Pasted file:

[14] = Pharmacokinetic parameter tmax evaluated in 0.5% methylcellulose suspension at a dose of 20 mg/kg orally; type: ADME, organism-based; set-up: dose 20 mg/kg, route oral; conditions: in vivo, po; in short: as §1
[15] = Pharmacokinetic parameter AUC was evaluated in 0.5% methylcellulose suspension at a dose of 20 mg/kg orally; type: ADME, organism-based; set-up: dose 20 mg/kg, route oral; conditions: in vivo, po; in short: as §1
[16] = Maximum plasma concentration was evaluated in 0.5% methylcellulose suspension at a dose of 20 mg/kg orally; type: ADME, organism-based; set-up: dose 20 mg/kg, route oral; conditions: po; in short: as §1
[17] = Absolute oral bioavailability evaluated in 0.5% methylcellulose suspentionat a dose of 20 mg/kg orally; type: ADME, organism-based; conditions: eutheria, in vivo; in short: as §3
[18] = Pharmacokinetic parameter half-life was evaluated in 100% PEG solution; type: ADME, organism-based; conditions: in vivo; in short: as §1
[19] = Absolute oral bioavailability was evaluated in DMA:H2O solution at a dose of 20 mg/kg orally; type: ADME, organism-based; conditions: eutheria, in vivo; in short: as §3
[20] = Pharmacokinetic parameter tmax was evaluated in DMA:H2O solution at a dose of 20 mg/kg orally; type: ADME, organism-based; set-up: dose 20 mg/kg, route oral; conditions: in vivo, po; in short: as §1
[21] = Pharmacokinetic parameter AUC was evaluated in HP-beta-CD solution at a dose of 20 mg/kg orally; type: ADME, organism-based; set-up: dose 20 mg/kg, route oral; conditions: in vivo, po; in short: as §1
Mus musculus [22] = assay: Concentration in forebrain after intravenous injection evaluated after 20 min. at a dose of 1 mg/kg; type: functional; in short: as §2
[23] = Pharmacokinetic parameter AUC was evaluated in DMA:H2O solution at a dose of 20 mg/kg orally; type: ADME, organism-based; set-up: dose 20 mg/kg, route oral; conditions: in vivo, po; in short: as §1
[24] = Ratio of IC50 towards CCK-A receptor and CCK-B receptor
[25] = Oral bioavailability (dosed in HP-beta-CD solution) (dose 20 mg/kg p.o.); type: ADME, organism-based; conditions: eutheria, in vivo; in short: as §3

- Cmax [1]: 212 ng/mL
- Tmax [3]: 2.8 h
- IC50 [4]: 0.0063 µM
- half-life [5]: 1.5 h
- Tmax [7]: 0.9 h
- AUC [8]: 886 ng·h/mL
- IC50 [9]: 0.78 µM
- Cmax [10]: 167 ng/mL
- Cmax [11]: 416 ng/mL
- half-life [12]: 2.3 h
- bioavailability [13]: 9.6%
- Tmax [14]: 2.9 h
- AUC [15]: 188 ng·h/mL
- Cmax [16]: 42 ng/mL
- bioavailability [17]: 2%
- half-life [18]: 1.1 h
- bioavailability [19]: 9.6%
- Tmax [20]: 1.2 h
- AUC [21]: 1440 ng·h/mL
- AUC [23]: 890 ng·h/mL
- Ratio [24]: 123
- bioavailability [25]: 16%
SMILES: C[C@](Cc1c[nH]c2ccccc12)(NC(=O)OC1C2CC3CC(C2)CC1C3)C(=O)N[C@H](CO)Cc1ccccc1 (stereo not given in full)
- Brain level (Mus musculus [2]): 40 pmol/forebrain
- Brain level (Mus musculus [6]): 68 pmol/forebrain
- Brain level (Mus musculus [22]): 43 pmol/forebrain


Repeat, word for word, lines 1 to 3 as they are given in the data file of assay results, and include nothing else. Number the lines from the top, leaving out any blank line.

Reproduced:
[14] = Pharmacokinetic parameter tmax evaluated in 0.5% methylcellulose suspension at a dose of 20 mg/kg orally; type: ADME, organism-based; set-up: dose 20 mg/kg, route oral; conditions: in vivo, po; in short: as §1
[15] = Pharmacokinetic parameter AUC was evaluated in 0.5% methylcellulose suspension at a dose of 20 mg/kg orally; type: ADME, organism-based; set-up: dose 20 mg/kg, route oral; conditions: in vivo, po; in short: as §1
[16] = Maximum plasma concentration was evaluated in 0.5% methylcellulose suspension at a dose of 20 mg/kg orally; type: ADME, organism-based; set-up: dose 20 mg/kg, route oral; conditions: po; in short: as §1